Transit Choices: Jarrett Walker Leads Workshop at Portland State

Nathen Lamb, Communications Intern

What makes for a good transit system? What are the key issues that planners and policy makers focus on? Are our current transit systems serving the needs of the community? These were the questions at a recent workshop in Portland led by consultant Jarrett Walker.

Jarrett Walker

The Urban Sustainability Accelerator program at PSU held a conference on July 25, that hosted a workshop by Jarrett Walker, who shared his ideas and innovations in the world of transit planning. Jarrett has worked with cities and communities all over the world, and has been instrumental in bridging the gap between transit experts and other key stakeholders.

 

The workshop was designed to challenge the wits of participants in the Urban Sustainability Accelerator (USA) program, by playing a game to design a transit system in the imaginary city of “Prairieville”. The USA participants come from cities all over the country; the program is designed to help them develop skills for improving sustainability in their communities.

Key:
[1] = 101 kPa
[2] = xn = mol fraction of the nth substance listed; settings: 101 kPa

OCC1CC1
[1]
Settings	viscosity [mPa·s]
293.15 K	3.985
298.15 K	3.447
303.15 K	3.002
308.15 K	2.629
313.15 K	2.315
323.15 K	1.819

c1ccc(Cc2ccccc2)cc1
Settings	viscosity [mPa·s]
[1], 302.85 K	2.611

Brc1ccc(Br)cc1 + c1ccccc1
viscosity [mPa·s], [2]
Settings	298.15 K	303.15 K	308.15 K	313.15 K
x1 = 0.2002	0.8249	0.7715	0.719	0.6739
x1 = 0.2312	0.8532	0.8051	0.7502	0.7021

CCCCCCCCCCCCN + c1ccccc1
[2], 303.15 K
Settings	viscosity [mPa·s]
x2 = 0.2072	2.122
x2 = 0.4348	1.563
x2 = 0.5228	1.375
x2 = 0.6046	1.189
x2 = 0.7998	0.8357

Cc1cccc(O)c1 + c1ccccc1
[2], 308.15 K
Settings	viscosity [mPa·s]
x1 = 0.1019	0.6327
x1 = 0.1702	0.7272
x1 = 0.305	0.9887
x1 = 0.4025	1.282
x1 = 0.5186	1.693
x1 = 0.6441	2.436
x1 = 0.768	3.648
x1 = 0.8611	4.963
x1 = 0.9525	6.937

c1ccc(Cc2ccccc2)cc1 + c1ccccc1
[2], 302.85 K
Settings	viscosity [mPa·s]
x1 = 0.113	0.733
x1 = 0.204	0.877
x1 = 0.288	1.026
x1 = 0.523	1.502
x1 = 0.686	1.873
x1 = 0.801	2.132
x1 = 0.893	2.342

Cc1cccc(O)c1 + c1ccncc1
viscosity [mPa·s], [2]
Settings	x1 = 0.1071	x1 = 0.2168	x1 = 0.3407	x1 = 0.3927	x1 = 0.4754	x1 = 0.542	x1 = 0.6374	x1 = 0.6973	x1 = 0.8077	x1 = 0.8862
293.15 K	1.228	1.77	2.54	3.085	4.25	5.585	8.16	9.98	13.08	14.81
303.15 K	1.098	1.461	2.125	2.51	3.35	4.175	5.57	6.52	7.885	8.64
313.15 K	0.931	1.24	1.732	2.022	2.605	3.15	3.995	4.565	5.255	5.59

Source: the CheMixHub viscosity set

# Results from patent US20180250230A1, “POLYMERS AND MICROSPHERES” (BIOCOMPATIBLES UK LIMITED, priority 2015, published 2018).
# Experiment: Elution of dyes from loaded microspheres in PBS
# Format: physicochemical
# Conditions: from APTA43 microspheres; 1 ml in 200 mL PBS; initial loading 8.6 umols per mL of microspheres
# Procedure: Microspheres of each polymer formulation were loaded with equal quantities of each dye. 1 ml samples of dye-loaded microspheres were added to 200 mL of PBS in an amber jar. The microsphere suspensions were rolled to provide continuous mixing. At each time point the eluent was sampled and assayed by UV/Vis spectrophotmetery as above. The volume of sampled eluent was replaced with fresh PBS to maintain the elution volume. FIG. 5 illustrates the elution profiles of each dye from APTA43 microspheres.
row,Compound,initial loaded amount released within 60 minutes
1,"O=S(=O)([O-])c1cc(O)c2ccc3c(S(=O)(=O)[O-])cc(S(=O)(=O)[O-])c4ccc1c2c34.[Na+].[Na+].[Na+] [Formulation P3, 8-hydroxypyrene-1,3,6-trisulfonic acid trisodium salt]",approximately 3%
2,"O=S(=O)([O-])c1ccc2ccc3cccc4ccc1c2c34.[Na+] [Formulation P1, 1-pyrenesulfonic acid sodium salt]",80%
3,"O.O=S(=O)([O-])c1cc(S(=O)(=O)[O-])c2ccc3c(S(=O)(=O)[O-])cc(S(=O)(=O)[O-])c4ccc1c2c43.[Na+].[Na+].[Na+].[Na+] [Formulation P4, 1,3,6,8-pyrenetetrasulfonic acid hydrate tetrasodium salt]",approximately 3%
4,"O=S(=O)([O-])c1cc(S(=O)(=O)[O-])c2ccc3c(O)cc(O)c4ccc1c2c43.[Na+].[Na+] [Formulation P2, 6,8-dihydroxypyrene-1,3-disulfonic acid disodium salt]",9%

Jarrett described transit planning like this: “It’s like carpentry. Until you’ve touched the material, the principles will be very abstract.”

Teams were allotted a period of time in which they had to work on a budget to be able to prioritize what exactly they wanted their transit system to accomplish. Deliberation among the teams brought about remarks such as:

  • “Serving away from the central city is more expensive.”

  • “Seniors won’t be willing to walk a mile.”

  • “Do we ignore the mayor wanting transit investment in the corridor?”

  • “The hubs should be where we have the overlapping routes.”

  • “People out here need to have the opportunity to ride.”

One of the hypothetical transit diagrams.After examining what the participants came up with, Jarrett discussed what he believes are some of the most important aspects of transit planning. Jarrett described the difference between radial vs. grid systems, ridership versus coverage, and frequency versus speed.

In the end, participants learned that a transit system must serve the unique needs of the particular community it’s meant for. And it takes creativity and communication to determine just what those needs are, and how to meet them.

Learn More about Jarrett Walker and the Urban Sustainability Accelerator.

Jarrett Walker photo: "thisisbossi", Flickr. Creative Commons.